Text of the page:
New Zealand house prices see fastest drop since GFC, but first homebuyers still shut out of market

·3-min read
<span>Photograph: Xinhua/REX/Shutterstock</span>
Photograph: Xinhua/REX/Shutterstock

House prices in New Zealand are experiencing the fastest drop in value since the global financial crisis, but many first homebuyers remain locked out of home ownership due to an inflated market, the cost of living crisis and rising interest rates.

New Zealand has been plagued by a runaway housing market for years. Wellington and Auckland are among the least affordable property markets in the world, and homeownership rates have been falling since the early 1990s across all age brackets, but especially for people in their 20s and 30s. The average house price nationally is now more than NZ$1m.

Property analytics company, CoreLogic, released its latest house price index on Tuesday. It shows the current market downturn became further entrenched in July, with national property values falling a further 0.9%, taking the quarterly drop down to 2.5% – the largest since October 2008, when the market was in retreat from the global financial crisis.

Related: New Zealand house prices soar despite Covid recession, worsening affordability crisis

Each of the country’s six main cities experienced price falls – but there were some stark falls across the Wellington region.

“Considering the growth rate in Wellington less than a year ago - with 36% - the fact that within less than a year it has dropped into negative territory is pretty remarkable,” Nick Goodall, CoreLogic’s head of research told RNZ

The capital could experience a 25%-28% annual drop, if the current rates stay the course, Goodall said, but at this stage the overall declines do not signal a property crash is imminent.

“The relatively controlled nature of this downturn is unlikely to ring alarm bells for those at the RBNZ [Reserve Bank of New Zealand] especially after such a strong upswing in values prior to the end of 2021.”

With inflation reaching a three decade high of 7.3%, the RBNZ will be prioritising keeping inflation down through increasing the official cash rate, he said.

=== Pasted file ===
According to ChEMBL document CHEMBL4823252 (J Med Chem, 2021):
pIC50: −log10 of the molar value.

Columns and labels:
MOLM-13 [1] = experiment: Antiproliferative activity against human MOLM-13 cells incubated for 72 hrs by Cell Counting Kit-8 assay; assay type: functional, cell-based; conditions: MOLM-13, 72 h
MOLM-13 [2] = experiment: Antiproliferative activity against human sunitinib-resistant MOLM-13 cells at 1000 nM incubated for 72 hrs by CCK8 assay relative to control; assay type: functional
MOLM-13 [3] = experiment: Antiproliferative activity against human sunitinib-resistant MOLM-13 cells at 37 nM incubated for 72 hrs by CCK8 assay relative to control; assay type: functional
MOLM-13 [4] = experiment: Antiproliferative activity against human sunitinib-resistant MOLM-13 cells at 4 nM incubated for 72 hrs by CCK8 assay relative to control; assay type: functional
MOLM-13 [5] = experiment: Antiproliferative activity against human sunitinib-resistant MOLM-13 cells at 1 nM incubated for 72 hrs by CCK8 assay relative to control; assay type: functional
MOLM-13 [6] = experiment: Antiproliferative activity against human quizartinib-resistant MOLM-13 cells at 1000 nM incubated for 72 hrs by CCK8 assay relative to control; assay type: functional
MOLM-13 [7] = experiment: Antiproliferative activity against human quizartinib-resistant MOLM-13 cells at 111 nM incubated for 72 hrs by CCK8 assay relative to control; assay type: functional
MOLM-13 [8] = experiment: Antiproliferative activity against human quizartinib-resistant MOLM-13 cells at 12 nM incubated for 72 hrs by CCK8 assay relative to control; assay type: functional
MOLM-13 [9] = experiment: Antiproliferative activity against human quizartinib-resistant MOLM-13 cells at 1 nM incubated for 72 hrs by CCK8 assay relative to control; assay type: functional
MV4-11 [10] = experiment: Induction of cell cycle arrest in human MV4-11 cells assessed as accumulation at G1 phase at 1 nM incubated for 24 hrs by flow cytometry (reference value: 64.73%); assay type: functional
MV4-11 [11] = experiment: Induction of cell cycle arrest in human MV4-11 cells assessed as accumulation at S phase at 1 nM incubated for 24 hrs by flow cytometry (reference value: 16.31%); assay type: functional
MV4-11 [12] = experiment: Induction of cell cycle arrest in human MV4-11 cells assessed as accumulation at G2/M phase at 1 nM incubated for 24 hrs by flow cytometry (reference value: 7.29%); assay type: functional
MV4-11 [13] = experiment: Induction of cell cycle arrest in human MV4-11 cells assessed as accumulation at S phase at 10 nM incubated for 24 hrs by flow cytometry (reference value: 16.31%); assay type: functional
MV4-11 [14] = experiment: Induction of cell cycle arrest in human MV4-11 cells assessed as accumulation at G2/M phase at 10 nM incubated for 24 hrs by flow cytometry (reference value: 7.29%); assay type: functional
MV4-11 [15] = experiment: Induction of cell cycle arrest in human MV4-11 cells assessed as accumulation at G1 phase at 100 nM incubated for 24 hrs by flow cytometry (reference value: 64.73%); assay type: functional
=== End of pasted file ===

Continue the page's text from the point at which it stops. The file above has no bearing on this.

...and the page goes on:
House values skyrocketed during the first year of the pandemic – median house prices rose 31% in the year to July 2021 – spurred on by government policymaking to deter a market crash.

“[The government] pulled out all the stops and sent signals to homebuyers and sellers that they were not going to allow the property market to collapse,” said Dr Michael Rehm, a senior lecturer in property at the University of Auckland.

“In New Zealand, we love our property … it is often seen as a one-way bet … and with the government backing it up, it was a no-brainer.”

Investors and cashed-up buyers flooded into the market. The government then tried to correct the situation by knee-capping investors and updating responsible lending codes. The country is now starting to see the effects of these policies, Rehm said.

But even with house prices dropping, and forecast to continue dropping, first homebuyers will struggle to get on the ladder.

House prices would need to fall by up to 70% to reach an affordable level that does not overburden households, Rehm said, adding that this is an aspirational figure, rather than a realistic one.

“You can imagine the amount of money that households are dedicating to buying a house, getting the deposit, paying back the mortgage but also having to pay a lot more interest than they should – house prices should never have gotten so crazy-disconnected from incomes.”